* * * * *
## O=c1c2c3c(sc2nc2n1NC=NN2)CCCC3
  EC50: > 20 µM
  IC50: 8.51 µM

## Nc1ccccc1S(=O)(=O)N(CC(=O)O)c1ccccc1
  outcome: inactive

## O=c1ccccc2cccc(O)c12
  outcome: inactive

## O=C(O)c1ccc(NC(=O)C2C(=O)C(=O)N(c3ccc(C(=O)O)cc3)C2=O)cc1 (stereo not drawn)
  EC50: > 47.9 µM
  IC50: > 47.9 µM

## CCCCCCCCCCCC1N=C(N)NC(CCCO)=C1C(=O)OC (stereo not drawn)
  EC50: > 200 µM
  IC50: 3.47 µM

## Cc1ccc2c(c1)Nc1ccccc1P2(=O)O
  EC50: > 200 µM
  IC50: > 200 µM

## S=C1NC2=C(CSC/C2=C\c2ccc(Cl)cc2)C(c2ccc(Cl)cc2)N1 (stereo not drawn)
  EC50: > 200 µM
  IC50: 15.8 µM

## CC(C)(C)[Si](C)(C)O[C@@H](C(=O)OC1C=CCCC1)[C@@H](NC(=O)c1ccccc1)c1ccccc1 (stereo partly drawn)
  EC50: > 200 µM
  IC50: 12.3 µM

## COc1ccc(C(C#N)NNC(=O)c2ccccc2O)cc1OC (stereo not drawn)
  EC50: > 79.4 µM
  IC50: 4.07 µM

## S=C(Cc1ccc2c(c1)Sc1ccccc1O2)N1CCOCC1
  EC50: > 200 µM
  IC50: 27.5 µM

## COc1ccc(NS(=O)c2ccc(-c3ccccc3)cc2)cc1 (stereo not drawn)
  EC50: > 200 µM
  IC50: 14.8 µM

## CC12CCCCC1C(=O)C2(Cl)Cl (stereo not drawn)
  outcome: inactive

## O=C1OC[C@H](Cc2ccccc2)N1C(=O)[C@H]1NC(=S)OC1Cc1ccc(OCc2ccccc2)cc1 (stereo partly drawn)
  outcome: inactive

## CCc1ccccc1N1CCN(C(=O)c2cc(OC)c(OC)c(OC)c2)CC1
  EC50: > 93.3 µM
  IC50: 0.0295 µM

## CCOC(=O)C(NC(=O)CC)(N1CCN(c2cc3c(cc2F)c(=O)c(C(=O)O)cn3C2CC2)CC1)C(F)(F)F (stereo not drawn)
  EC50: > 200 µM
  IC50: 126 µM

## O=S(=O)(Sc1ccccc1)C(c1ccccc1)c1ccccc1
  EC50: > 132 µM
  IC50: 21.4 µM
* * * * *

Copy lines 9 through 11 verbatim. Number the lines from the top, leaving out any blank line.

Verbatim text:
  EC50: > 47.9 µM
  IC50: > 47.9 µM

## CCCCCCCCCCCC1N=C(N)NC(CCCO)=C1C(=O)OC (stereo not drawn)